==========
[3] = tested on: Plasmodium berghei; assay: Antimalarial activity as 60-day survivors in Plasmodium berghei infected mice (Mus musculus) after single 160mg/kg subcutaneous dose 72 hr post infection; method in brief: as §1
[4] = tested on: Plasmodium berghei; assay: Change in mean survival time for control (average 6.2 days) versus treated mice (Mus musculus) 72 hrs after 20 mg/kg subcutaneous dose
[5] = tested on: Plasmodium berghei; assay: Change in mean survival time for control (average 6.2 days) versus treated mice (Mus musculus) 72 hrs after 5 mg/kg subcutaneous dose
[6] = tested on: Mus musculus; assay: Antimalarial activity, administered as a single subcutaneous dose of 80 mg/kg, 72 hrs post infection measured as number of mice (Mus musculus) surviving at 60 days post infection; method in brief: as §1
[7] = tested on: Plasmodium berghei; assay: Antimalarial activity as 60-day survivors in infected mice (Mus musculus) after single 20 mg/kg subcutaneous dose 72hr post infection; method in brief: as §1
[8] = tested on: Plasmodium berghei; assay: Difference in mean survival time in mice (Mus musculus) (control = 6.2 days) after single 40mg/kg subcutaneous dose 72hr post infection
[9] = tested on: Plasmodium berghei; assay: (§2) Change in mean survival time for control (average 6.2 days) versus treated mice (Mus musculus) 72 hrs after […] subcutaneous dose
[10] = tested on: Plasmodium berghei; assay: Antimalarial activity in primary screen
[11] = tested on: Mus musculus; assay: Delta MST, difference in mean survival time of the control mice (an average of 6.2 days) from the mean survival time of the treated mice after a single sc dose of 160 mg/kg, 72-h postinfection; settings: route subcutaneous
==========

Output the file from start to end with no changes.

[3] = tested on: Plasmodium berghei; assay: Antimalarial activity as 60-day survivors in Plasmodium berghei infected mice (Mus musculus) after single 160mg/kg subcutaneous dose 72 hr post infection; method in brief: as §1
[4] = tested on: Plasmodium berghei; assay: Change in mean survival time for control (average 6.2 days) versus treated mice (Mus musculus) 72 hrs after 20 mg/kg subcutaneous dose
[5] = tested on: Plasmodium berghei; assay: Change in mean survival time for control (average 6.2 days) versus treated mice (Mus musculus) 72 hrs after 5 mg/kg subcutaneous dose
[6] = tested on: Mus musculus; assay: Antimalarial activity, administered as a single subcutaneous dose of 80 mg/kg, 72 hrs post infection measured as number of mice (Mus musculus) surviving at 60 days post infection; method in brief: as §1
[7] = tested on: Plasmodium berghei; assay: Antimalarial activity as 60-day survivors in infected mice (Mus musculus) after single 20 mg/kg subcutaneous dose 72hr post infection; method in brief: as §1
[8] = tested on: Plasmodium berghei; assay: Difference in mean survival time in mice (Mus musculus) (control = 6.2 days) after single 40mg/kg subcutaneous dose 72hr post infection
[9] = tested on: Plasmodium berghei; assay: (§2) Change in mean survival time for control (average 6.2 days) versus treated mice (Mus musculus) 72 hrs after […] subcutaneous dose
[10] = tested on: Plasmodium berghei; assay: Antimalarial activity in primary screen
[11] = tested on: Mus musculus; assay: Delta MST, difference in mean survival time of the control mice (an average of 6.2 days) from the mean survival time of the treated mice after a single sc dose of 160 mg/kg, 72-h postinfection; settings: route subcutaneous